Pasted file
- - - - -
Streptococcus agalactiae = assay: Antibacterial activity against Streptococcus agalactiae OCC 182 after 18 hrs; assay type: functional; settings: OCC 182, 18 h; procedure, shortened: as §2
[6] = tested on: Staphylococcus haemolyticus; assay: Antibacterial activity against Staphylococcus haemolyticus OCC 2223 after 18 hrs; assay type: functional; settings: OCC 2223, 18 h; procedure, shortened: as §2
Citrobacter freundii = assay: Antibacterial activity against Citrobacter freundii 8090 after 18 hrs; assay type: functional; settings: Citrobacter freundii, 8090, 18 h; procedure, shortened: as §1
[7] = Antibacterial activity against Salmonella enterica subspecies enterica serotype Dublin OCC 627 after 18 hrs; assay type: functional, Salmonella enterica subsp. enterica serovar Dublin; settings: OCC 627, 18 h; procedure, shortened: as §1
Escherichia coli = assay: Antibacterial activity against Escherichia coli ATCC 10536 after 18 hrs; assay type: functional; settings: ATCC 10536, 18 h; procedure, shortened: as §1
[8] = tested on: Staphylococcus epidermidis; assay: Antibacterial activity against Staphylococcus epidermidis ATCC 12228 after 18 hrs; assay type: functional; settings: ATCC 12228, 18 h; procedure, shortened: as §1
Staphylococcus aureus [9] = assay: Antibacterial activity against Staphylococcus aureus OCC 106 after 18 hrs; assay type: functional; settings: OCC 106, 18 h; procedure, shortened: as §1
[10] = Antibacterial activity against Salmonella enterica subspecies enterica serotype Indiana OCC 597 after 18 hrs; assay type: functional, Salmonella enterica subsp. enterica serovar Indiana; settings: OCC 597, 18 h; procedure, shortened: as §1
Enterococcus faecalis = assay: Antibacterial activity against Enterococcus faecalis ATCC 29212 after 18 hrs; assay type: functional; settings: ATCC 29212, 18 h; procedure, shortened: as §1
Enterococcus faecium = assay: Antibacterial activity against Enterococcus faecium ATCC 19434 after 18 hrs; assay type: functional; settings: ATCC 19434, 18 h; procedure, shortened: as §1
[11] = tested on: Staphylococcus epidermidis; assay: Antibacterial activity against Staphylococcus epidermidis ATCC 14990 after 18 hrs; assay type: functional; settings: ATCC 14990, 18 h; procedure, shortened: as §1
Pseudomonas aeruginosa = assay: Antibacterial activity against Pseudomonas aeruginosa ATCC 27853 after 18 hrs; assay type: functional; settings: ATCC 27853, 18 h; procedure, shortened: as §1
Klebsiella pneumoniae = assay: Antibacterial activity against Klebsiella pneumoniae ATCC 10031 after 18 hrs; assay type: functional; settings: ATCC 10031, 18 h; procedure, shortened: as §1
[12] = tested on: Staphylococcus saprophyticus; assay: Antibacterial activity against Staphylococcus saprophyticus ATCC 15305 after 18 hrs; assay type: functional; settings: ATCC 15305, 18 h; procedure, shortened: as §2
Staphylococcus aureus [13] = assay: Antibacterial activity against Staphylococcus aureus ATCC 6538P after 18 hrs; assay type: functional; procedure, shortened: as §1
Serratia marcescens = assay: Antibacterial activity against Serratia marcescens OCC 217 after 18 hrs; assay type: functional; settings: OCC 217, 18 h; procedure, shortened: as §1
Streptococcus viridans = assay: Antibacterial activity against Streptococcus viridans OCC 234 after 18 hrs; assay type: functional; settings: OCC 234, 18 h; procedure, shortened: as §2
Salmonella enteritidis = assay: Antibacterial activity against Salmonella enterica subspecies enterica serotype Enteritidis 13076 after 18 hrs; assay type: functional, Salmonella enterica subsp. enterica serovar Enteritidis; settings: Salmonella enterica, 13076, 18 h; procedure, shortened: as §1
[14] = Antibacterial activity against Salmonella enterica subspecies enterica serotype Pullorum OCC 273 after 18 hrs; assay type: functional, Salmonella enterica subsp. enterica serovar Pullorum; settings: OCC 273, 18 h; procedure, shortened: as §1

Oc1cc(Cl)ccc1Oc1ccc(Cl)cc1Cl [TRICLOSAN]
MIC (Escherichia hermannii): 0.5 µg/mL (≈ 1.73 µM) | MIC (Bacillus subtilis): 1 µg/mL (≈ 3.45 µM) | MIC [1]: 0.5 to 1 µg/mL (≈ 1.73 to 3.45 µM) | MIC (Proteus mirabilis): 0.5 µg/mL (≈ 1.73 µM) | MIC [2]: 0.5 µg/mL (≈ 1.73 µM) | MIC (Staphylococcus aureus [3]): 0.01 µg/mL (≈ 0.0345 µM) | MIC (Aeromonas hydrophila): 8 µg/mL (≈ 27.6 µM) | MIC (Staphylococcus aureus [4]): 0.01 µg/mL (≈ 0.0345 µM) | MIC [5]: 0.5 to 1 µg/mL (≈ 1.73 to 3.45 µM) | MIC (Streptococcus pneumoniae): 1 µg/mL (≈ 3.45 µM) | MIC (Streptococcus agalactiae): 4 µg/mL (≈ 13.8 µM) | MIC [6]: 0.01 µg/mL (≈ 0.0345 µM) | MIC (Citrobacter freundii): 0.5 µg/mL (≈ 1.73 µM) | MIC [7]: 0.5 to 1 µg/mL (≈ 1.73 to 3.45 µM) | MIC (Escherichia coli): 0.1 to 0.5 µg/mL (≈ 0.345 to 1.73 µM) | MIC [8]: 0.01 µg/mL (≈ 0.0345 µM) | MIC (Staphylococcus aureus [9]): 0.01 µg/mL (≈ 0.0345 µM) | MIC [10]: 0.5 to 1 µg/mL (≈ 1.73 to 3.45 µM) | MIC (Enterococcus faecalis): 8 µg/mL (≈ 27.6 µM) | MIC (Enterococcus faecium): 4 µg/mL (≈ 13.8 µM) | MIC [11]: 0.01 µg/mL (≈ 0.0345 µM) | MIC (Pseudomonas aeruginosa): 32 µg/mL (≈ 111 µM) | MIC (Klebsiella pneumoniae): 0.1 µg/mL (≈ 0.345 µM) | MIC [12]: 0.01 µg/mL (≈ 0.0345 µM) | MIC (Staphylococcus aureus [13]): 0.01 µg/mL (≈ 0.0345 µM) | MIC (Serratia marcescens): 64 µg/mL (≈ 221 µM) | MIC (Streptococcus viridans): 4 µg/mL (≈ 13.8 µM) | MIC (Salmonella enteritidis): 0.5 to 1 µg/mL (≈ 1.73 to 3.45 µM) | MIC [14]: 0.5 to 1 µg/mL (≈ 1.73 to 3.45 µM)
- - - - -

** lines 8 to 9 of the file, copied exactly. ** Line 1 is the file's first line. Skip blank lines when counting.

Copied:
[10] = Antibacterial activity against Salmonella enterica subspecies enterica serotype Indiana OCC 597 after 18 hrs; assay type: functional, Salmonella enterica subsp. enterica serovar Indiana; settings: OCC 597, 18 h; procedure, shortened: as §1
Enterococcus faecalis = assay: Antibacterial activity against Enterococcus faecalis ATCC 29212 after 18 hrs; assay type: functional; settings: ATCC 29212, 18 h; procedure, shortened: as §1